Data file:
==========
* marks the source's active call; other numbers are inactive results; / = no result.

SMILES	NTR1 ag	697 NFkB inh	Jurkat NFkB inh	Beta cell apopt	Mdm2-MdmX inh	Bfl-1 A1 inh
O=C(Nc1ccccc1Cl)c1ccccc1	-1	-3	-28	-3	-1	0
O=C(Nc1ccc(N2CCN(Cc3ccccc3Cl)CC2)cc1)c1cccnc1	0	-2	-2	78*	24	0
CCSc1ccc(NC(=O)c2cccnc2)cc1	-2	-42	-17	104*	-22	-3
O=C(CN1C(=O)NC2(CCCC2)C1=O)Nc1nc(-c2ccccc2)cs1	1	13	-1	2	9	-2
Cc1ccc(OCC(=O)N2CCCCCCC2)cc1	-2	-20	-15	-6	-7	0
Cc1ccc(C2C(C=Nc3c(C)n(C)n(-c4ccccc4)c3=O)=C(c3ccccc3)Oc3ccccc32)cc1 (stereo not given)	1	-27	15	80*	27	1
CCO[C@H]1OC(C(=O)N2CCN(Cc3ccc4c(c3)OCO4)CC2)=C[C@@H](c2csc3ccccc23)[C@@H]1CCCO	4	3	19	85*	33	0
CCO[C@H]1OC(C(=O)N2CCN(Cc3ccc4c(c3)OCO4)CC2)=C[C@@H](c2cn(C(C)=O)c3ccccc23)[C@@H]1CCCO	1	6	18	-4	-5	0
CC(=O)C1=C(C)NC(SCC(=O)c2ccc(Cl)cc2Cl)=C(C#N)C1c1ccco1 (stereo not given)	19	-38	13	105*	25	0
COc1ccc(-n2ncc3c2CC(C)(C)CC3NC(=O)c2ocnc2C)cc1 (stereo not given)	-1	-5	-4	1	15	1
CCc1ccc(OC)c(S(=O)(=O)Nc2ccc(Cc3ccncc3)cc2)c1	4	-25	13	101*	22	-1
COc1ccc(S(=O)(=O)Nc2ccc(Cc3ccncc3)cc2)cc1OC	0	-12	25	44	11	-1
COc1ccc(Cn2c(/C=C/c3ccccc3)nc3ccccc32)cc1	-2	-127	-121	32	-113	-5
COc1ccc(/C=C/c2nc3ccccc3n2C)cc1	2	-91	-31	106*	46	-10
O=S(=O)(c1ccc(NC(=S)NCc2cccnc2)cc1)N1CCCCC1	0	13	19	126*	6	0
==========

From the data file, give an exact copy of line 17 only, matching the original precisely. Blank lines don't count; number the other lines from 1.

O=S(=O)(c1ccc(NC(=S)NCc2cccnc2)cc1)N1CCCCC1	0	13	19	126*	6	0